The film is riveting, visually and dramatically. It is also precise about Russia: the corruption, inequality, and ultimate hopelessness that drive the plot of Leviathan are becoming only more evident and pronounced in the current meltdown of the economy. Vladimir Putin himself, in an effort to reassure the nation of his hold on power in his annual press conference this month, claimed that Russian authorities “have no palaces.”
Leviathan was shot in the Russian Arctic, on one of the vast stretches of seaside that can look either breathtaking or desperate, depending on the take. It begins with a scene familiar to any Russian who has ever waged—and lost—a battle with the bureaucracy. A blond female judge in a black robe with a white bow, flanked by two clones, reads, in supersonic-speed monotone, the court’s decision to take Kolya’s land away from him. Later the same day, as Kolya and his friend and lawyer Dmitri (Vladimir Vdovichenkov) drown their sorrows in vodka, the mayor, who has been drinking to his victory, pulls up at Kolya’s house. He stands at the porch, backed by his henchmen, and shouts, “You don’t have any rights, you never had any rights, and you will never have any rights!”—among other things, interspersed with the usual Russian curse words.
The film is not subtle. The bad guys—the trinity of the government, the court, and the church—are pure evil. They are Leviathan itself, the Biblical monster that cannot be caught or tamed or killed. The good guys—Kolya and his wife (Elena Liadova) and their friends (Dmitri, and a married couple played by Anna Ukolova and Aleksey Rozin, the mirrors of the three friends of Job)—are good. Their love for one another, their friendship, and their ability to forgive are all genuine. And the outcome is preordained: the good guys will fight and lose.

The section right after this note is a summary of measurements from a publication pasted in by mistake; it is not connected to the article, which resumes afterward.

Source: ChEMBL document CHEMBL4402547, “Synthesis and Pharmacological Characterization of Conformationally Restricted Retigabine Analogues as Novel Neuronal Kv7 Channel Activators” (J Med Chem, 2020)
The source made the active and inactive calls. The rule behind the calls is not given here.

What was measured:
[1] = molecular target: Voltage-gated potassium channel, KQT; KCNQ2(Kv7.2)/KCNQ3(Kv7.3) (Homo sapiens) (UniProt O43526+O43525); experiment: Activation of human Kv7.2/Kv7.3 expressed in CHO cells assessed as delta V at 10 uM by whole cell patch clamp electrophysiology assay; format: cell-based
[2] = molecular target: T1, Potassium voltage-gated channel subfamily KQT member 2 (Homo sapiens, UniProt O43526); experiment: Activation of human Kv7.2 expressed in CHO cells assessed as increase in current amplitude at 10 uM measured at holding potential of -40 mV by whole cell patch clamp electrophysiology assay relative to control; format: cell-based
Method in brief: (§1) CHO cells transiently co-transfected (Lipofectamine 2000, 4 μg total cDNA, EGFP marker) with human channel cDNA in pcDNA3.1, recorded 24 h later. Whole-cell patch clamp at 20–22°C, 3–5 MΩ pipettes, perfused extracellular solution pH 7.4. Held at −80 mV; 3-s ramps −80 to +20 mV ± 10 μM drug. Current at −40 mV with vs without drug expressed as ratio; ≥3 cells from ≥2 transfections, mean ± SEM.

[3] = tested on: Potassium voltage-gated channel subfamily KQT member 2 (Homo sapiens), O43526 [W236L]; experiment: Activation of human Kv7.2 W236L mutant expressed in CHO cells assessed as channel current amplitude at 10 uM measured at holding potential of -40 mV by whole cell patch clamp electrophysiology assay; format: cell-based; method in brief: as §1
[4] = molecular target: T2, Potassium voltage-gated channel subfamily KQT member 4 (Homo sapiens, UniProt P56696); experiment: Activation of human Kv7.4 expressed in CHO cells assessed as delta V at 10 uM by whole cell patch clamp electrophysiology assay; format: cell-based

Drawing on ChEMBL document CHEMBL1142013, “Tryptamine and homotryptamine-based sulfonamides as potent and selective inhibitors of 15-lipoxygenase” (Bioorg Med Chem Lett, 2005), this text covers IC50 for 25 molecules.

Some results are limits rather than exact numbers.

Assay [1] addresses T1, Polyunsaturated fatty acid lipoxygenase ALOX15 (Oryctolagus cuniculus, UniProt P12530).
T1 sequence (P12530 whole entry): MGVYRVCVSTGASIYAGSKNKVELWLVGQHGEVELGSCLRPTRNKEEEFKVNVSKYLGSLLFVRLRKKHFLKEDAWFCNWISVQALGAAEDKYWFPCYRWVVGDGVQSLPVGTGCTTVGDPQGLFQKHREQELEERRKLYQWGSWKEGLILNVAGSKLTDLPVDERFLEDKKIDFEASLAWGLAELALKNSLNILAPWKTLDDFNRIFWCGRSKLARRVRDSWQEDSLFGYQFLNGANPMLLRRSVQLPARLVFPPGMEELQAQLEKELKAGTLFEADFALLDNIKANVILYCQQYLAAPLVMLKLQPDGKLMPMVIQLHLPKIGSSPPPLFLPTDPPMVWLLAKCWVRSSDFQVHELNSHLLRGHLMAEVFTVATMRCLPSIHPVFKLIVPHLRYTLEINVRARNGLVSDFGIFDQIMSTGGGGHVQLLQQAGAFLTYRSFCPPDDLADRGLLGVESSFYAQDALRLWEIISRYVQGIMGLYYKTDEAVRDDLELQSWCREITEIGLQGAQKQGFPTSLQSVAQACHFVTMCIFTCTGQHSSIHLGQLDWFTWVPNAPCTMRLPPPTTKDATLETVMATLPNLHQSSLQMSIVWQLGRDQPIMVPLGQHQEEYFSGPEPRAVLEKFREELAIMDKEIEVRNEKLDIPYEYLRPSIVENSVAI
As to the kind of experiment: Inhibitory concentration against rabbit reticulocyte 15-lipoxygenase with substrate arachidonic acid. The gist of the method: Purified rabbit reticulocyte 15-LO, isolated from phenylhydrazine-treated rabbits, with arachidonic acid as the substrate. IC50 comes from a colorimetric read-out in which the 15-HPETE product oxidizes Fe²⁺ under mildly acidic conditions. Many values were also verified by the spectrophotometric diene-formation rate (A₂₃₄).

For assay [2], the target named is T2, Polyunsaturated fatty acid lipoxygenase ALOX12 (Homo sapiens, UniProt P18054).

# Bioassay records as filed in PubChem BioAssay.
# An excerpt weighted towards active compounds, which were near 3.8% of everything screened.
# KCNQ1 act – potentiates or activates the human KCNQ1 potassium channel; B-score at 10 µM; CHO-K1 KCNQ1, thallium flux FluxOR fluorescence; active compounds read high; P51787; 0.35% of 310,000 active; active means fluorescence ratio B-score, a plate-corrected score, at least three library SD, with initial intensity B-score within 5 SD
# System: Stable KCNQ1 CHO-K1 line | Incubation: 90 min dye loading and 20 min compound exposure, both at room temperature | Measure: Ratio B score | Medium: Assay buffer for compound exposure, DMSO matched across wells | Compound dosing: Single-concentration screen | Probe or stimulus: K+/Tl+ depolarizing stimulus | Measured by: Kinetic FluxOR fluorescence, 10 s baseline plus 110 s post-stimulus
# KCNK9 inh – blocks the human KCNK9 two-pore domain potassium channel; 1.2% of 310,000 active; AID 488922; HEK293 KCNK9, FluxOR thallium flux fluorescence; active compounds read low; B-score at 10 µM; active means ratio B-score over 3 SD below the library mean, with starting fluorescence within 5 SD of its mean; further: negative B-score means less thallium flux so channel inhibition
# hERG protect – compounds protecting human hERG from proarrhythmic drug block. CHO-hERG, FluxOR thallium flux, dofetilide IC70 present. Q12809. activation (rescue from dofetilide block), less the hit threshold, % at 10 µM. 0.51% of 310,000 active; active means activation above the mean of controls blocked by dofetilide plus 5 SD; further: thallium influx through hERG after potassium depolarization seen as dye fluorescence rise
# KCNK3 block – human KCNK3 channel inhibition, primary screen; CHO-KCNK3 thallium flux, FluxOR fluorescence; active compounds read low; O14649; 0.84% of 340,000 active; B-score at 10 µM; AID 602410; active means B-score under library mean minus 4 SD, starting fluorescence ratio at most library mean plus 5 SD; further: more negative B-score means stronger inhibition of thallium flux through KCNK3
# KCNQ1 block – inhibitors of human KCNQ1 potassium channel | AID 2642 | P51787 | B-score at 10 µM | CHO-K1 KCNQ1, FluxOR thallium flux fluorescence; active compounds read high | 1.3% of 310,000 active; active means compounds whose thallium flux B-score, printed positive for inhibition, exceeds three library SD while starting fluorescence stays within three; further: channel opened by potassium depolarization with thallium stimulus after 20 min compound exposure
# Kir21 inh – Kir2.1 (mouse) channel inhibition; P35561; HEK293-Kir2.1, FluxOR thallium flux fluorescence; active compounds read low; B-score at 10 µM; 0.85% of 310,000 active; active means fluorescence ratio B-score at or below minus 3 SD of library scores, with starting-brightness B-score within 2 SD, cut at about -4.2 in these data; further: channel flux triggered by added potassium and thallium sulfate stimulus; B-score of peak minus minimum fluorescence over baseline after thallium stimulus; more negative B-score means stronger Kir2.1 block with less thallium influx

“What, are you two going to fight the entire city?” Kolya’s wife asks as he and Dmitri begin their battle.
“What, are these creeps the entire city now?” Kolya replies.
“Kolya, don’t pretend that you don’t know what I’m talking about.” Not a minute later, Kolya is arrested. Not only is the good guys’ loss preordained but so is the outcome of every single episode. The worst thing that can happen, will. All that is beautiful will be destroyed. What little personal freedom and private space survived Soviet totalitarianism and post-Soviet lawlessness will be stamped out in the new Russian Dark Age.
This certainty itself is the film’s subject. For fifty-year-old Zvyagintsev, this is a logical step in his progression as a director who has made the prevailing mood of his country the object of his exploration. His The Return (Best Director’s Debut at Venice in 2003) and The Banishment (Best Actor at Cannes for Konstantin Lavronenko in 2007) were open-ended, moody films about anxiety and the condition of constant not-knowing. His 2011 film Elena (which took the Sundance/NHK International Film Makers Award) was a short and pointed attack on one of oil-boom Russia’s most potent myths: that bablo pobezhdaet zlo—“money overpowers evil.” Money, Zvyagintsev appeared to argue, calls forward evil. Leviathan, shot when the boom had ended but the bust was not yet as obscenely evident as it is today, showcases despair as the only fully justified emotion in contemporary Russia.